Significant role of Dead Sea level changes in earthquake recurrence: application for the last two millennia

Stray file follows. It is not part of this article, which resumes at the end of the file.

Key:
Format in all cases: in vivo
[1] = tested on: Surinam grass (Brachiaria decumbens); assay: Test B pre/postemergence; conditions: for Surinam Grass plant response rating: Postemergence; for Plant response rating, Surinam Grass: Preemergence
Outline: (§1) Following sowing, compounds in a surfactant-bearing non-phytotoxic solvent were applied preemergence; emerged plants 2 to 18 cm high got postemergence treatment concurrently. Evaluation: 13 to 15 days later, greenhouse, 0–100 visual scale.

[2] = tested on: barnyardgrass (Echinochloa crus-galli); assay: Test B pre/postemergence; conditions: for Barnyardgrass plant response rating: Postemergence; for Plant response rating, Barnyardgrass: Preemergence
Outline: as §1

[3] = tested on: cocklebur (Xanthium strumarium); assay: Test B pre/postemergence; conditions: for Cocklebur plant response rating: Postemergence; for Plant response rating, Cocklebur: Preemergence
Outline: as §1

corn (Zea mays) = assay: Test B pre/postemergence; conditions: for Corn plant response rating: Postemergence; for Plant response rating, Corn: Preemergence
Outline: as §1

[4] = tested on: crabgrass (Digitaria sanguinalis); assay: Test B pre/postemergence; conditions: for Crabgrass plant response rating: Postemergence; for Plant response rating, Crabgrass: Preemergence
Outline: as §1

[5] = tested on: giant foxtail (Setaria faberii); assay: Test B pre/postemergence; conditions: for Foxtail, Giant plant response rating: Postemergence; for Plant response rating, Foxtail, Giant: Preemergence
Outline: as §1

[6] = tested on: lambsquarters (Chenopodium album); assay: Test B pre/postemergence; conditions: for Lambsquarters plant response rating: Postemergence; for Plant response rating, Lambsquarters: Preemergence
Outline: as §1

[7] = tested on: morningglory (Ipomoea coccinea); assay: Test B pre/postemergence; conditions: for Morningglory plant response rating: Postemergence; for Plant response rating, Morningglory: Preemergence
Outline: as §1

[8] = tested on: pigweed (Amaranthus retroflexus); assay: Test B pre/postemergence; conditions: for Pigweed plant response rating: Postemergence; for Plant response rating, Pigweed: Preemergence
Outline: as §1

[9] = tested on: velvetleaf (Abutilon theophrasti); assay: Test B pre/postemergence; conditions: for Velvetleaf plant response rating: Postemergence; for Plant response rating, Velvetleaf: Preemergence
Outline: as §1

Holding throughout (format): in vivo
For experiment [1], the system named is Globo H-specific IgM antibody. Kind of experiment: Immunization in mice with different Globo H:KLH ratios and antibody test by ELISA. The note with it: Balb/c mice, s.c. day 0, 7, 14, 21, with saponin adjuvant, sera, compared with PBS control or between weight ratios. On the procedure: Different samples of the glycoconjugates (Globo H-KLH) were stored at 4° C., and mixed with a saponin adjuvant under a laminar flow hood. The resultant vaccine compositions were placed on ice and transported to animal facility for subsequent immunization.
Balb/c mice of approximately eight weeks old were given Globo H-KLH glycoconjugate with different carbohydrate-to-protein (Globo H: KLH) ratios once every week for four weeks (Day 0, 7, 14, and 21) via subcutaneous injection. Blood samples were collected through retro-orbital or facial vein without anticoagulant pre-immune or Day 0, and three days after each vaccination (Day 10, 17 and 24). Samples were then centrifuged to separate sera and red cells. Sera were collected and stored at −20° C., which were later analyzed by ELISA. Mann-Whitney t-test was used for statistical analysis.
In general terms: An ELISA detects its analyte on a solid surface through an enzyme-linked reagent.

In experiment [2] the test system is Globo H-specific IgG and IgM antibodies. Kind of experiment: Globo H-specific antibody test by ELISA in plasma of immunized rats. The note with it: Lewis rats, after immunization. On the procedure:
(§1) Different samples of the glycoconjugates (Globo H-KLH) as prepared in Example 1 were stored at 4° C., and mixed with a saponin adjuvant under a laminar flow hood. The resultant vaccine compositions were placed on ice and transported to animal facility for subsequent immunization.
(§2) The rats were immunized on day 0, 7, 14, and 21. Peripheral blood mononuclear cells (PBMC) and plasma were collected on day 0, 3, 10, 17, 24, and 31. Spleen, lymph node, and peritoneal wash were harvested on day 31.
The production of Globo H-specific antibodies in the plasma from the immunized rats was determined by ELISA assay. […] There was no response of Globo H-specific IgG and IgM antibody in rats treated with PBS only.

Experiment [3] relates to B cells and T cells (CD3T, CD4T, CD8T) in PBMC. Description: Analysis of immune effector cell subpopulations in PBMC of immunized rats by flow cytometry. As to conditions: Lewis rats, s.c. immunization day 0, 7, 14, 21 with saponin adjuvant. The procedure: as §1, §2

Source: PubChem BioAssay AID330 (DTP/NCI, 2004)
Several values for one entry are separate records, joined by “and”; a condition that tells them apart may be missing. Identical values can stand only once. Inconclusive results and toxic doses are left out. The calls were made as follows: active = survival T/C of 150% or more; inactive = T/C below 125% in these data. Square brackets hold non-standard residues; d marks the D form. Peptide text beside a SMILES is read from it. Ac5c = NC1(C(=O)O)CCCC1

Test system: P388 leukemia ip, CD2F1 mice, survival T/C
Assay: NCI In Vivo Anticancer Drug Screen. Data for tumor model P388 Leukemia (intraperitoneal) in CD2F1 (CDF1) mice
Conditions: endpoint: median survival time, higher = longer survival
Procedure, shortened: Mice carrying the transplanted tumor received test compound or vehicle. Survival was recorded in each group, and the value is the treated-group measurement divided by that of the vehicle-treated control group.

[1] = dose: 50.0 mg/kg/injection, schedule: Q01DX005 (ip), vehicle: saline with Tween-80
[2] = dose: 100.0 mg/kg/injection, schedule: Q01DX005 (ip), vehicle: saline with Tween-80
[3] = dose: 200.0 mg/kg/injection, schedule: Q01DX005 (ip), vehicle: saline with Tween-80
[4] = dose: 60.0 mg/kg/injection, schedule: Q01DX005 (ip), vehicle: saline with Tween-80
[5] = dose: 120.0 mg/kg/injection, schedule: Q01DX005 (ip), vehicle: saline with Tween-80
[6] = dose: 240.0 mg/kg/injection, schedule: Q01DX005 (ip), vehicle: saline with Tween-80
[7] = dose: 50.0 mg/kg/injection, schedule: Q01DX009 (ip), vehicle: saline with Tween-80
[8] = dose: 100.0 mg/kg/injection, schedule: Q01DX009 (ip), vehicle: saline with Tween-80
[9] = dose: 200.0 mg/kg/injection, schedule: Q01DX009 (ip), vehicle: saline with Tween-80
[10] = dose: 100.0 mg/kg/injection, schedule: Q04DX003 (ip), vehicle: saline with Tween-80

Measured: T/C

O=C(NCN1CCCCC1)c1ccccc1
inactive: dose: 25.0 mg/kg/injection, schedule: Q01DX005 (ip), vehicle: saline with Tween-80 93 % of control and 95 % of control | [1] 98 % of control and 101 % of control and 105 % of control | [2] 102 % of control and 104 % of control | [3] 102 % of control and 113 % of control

We explain the variability in paleoseismic rates of large strike-slip earthquakes by large-scale water level fluctuations in basins overlying faults. Reservoirs are known to induce seismicity: water level increase significantly affects effective stresses at seismogenic depths, generating immediate and delayed seismic responses, and accelerating seismicity. Our modeling manifests that fluctuations in water level in historic water bodies in the tectonic depression of the Dead Sea Basin could cause changes in paleo-seismic rates. This triggering is explored on a historical time scale of the period of two millennia, based on the data gathered on water level fluctuations and earthquakes in the Dead Sea Basin. The data regarding these two phenomena suffer from severe uncertainties due to their different nature, methods, and their inherent resolution. The correlation between the quasi-continuous record of historic Dead Sea level reconstructions and discrete seismicity patterns is considerably improved and novel scenarios for water level reconstruction are introduced, applying a numerical earthquake simulation algorithm. The results of the simulations show direct connection between water level changes and frequency of seismic events in the Dead Sea Basin for the period of two millennia; dates of numerically simulated quakes are also comparable with those from the literature sources. Our study demonstrates that incorporation of water level changes is essential for earthquake simulation, prediction, and mitigation in areas of lakes or reservoir.